You said you follow the teachings of John Calvin, correct?
Yes. One of the doctrines taught by Calvin was total depravity. I illustrated this with one of my characters. Badman had God-fearing parents, and if that were not enough, he had in his youth a pious master who tried with all of his wits to bring the boy apprentice into a righteous way of life. Badman was bad from the start and despised grace.
Do you also teach about unconditional election?
Yes, this doctrine is illustrated with my character Christian when he was directed by Evangelist to go through the wicket gate. He could run toward the gate and knock when he reached it, but the gate had to be opened for him. That’s God’s grace toward the elect.
Do you also hold to a limited atonement?
If you mean that Christ’s death was intended only for the elect, then yes. In John 5:37 Jesus said, “All whom the Father has given me shall come to me; and he who comes to me, I will in no wise cast out.”
Do you also believe that the “elect” are given God’s grace and are even unable to resist it?
Have you read my book, The Pilgrim’s Progress?”
Then you will remember Christian who couldn’t get rid of his burden by himself. It was only by the grace of God that awful burden rolled off his back. If we could get rid of our burdens by ourselves, then we could also cast off God. Salvation is a gift from God from the outside.
Then you must also believe that God is able to keep you throughout your entire earthly journey, until that great day when you enter the “Celestial City.”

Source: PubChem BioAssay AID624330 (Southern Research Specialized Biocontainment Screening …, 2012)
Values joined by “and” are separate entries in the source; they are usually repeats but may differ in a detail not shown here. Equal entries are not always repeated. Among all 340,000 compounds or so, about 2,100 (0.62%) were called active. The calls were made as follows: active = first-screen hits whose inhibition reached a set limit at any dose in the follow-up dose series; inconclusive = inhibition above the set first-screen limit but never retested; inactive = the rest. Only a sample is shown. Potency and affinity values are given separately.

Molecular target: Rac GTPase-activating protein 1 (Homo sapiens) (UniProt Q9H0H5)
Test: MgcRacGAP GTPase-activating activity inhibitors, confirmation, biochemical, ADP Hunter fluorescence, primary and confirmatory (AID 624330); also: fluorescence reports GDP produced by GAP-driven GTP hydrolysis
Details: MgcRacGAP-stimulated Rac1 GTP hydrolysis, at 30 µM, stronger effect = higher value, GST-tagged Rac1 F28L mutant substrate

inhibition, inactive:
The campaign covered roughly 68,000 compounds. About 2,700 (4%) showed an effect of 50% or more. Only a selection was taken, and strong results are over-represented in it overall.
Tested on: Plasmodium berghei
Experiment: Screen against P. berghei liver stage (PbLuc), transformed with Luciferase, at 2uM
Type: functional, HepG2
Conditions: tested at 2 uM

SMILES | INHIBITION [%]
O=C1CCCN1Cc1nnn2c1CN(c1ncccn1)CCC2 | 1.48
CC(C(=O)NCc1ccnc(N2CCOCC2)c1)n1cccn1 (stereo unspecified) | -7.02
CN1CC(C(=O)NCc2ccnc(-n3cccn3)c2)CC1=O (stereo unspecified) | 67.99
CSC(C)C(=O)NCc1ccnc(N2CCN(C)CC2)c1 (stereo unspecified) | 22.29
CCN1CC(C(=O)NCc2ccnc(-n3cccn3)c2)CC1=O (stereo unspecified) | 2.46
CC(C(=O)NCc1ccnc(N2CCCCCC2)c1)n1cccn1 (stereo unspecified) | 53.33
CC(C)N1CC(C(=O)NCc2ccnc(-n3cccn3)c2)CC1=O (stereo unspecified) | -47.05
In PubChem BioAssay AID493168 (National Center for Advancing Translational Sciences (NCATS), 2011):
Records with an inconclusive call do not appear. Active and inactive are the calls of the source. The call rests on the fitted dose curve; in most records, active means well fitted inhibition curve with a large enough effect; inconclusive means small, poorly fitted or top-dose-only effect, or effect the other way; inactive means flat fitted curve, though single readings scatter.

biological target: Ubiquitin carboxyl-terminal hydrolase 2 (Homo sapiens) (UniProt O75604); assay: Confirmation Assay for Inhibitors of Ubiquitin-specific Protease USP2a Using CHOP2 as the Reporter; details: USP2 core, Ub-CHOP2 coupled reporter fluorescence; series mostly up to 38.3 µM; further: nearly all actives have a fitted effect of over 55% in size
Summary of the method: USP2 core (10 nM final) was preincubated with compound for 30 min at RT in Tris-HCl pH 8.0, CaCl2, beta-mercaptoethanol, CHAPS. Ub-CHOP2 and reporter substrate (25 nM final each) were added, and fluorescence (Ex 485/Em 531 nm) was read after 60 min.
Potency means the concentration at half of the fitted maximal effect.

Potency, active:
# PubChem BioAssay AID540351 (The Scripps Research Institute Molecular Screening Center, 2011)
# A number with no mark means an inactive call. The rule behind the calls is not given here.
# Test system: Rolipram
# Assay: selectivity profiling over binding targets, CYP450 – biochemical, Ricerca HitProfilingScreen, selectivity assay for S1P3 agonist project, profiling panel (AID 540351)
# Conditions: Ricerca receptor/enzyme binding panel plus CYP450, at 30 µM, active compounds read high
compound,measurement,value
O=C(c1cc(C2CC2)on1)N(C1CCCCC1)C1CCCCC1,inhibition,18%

You’re talking about perseverance of the saints. I most certainly do! For the elect, I believe the end is certain, no matter how rocky the road. I warned people not to use this as an excuse to live loose lives under the supposition, that once in Christ, ever in Christ. Anyone who used this doctrine to justify the pursuit of evil had never been one of the elect.
I see you are true to Calvin’s teachings. It may be a touchy subject, but could I get your opinion on women in ministry?
Well, I’m opposed to treating women as men’s equals. I don’t believe they should minister to God in prayer before the whole church, for then I should be a Ranter or a Quaker. I don’t even think it’s right to have separate women’s meetings without male supervision.
Why do you hold such strong beliefs about women?
I have found no precedent for women’s meetings in Scripture. The Apostle Paul argued that women should keep silent in the church. Besides, I think Eve in the Garden of Eden so badly failed that at one clap she overthrew the reputation of women for ever, but her soul, her husband, and the whole world besides.
You don’t have much good to say about women?
But I do. For as death and the curse came into the world by a woman, so also did life and health; God sent his Son, made of a woman. I truly believe they are sharers with us in the grace of life.
I’m glad to hear you say that. You had me worried for a moment. Did you expect your book to be a success, John?
No, I didn’t. It had no automatic appeal to Anglicans. A book that assumed that the papacy was a sinister, but spent force, was unlikely to be approved by Roman Catholics. Even more uncertain was the reception likely among other nonconformists. Some associated it with works of fiction. I was uneasy about getting it published and consulted several friends. I’m glad it was finally published and has been received so well. God has been good to me.
(An imaginary interview based on Bunyan’s writings. Published in the Christian Courier on August 19, 1994. This story was excerpted from a paper I wrote for my History of Christianity course in seminary.)